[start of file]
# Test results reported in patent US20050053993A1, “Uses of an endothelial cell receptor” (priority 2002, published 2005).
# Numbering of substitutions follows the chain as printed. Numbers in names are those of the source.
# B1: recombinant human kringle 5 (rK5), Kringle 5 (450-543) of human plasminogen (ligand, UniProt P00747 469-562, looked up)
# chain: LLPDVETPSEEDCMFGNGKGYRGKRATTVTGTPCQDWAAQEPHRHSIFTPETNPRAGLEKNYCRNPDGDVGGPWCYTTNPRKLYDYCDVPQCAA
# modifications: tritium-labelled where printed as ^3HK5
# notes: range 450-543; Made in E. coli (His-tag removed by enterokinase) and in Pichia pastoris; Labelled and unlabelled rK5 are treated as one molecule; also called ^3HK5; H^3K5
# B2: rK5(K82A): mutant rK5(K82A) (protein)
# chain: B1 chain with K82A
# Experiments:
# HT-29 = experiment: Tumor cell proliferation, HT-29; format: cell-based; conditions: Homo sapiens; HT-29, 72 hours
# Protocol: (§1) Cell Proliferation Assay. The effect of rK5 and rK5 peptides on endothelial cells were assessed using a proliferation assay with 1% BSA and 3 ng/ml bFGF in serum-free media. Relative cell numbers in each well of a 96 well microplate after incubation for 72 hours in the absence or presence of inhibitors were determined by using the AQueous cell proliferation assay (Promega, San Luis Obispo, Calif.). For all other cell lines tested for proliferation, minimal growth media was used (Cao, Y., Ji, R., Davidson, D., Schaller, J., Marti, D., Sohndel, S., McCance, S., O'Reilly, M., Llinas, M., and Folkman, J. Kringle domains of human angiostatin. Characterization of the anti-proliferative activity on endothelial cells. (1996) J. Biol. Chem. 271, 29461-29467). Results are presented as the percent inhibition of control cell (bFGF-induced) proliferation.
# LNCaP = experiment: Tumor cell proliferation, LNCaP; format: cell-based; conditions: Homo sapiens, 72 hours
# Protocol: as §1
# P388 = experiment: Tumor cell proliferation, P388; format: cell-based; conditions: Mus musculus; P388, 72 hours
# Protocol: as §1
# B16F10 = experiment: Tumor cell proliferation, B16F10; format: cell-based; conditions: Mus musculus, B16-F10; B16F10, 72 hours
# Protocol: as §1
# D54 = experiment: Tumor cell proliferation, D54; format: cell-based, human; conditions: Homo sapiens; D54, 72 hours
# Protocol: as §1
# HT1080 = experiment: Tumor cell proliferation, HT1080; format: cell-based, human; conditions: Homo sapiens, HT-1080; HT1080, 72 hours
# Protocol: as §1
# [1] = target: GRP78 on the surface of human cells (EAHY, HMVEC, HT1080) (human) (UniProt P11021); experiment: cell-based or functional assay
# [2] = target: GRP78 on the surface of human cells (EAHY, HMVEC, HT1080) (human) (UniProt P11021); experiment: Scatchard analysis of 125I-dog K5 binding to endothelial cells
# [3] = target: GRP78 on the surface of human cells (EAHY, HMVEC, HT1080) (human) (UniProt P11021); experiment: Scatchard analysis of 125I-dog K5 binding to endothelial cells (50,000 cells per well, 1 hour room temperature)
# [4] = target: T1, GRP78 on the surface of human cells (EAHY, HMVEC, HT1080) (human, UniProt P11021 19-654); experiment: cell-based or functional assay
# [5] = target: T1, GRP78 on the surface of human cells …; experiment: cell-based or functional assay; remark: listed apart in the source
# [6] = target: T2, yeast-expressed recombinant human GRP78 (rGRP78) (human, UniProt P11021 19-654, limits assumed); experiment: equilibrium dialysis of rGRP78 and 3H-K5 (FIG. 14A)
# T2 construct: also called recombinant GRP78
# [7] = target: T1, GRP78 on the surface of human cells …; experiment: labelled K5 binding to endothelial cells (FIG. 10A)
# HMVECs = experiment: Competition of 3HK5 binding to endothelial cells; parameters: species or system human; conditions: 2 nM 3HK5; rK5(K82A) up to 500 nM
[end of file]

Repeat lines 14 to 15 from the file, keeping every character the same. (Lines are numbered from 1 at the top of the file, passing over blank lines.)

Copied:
# P388 = experiment: Tumor cell proliferation, P388; format: cell-based; conditions: Mus musculus; P388, 72 hours
# Protocol: as §1